Friday, Feb. 10, 2006 | 12:34 p.m.
Tamara Schmidt is in prison for her failings as a mother, but she still wants to be a mom.
Three years ago she and her husband left her two daughters, 3 and 10, alone in a trailer in Mesquite and went to gamble. The girls were savagely attacked - the younger one was killed, the older one left paralyzed.
The attackers were looking for revenge because the Schmidts had allegedly ripped them off in a drug deal.
Serving a 4- to 12-year sentence for neglect, Schmidt is clinging to her parental rights.
Courts typically try to bring parents and children together. Last summer Family Court Judge Gerald Hardcastle left Schmidt's parental rights intact and ordered visitation and counseling for Schmidt and her daughter, Brittney Bergeron.
Hardcastle's order came before Schmidt was sentenced to jail. The judge will revisit the case next week.
In his order, Hardcastle stressed that the reunification process is "generally done through family counseling and/or gradually increased contact between the parent and the child."
But it's arguable if that can be done while a parent is in jail.
Juvenile Division Deputy District Attorney Brigid Duffy said she has never heard of a parent convicted of abuse and neglect being granted visitation rights with the neglected child while serving prison time for the offense.
Duffy declined to comment specifically on the case, but did say that "it's extremely rare that a child is allowed to visit a parent in custody."
She said it wasn't "zero, but not many."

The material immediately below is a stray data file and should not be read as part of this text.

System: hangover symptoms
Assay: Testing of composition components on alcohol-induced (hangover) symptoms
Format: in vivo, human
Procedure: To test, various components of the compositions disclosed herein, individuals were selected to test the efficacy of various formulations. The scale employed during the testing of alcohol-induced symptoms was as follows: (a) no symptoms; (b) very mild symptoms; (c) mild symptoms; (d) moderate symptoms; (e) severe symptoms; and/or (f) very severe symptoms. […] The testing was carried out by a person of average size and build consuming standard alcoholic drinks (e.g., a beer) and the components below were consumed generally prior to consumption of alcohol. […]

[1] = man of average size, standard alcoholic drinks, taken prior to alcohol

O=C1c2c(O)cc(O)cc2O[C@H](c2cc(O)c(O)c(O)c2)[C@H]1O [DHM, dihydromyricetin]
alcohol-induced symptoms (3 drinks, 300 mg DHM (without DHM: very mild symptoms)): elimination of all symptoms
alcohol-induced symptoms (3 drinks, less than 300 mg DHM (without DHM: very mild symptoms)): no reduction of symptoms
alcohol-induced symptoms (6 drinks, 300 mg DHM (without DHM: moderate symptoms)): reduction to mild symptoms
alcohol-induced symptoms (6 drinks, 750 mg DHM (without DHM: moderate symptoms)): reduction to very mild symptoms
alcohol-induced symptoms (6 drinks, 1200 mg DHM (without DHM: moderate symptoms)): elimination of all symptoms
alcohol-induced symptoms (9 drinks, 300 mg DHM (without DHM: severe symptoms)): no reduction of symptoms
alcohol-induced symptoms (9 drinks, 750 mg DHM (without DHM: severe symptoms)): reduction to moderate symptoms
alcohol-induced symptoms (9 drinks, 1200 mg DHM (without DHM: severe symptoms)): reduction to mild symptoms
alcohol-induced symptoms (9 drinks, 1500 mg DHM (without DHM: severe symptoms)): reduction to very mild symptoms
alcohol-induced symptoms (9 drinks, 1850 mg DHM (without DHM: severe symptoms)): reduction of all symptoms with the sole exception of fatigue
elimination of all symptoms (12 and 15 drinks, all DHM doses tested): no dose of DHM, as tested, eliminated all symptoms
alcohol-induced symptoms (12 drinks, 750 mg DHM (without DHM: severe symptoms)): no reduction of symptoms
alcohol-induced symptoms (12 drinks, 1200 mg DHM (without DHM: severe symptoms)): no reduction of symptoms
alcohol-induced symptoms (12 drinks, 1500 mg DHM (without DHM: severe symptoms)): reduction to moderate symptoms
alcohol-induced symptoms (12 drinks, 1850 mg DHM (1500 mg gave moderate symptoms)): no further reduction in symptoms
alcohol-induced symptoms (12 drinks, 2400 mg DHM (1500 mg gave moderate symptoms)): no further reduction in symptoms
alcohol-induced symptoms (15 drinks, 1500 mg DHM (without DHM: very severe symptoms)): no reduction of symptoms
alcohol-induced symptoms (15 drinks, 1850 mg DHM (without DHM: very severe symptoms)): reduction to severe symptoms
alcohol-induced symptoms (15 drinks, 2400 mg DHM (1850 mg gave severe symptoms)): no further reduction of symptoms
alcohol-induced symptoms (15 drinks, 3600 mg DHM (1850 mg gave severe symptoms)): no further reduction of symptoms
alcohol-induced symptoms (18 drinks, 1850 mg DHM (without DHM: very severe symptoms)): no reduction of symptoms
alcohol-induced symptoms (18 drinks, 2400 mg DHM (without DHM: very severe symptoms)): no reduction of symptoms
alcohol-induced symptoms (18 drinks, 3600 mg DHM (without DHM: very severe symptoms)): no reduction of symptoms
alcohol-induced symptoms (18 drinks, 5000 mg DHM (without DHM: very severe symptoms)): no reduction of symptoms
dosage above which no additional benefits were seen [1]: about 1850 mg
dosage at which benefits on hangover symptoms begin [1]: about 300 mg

Schmidt's attorney, Steve Caruso, said "there are plenty of people in jail that are allowed to see their kids" and argued that family therapy can be performed in prison.
While Brittney testified that she loved her mother, she said she didn't want to live with her again. She said she wanted to be adopted by her foster parents.
Hardcastle, though, ruled that children "may be reluctant to go home because they remember past events."
He wrote "society's commitment to the parent-child relationship is so great that the parent-child relationship overrules."
Caruso said since Hardcastle issued the order the state is "still not making reasonable efforts toward reunification."
Duffy said that many times imprisoned parents don't see their children who are in the custody of the state because there aren't the resources to take them to the prisons. That shouldn't be an issue in this case, Caruso said, because Schmidt is in North Las Vegas.
The defense attorney said it's his understanding that Brittney is "saying she doesn't want to see her mom" but that's only because the people around her are telling her repeatedly "your mother is no good."
But after Hardcastle's order last summer, Brittney's attorney said the girl just wanted to be adopted and go to "her new home."
Duffy said it was important for the children of imprisoned parents to deal "with the reality of the situation, to come to grip with it somehow because their parent is a part of them."
"We can't tell children their parents are horrible people and shouldn't be a part of their lives," Duffy said.
Hardcastle could do one of any number of things, from reaffirming his order to outlawing any contact at all.
Matt Pordum can be reached at 474-7406 or at email@example.com.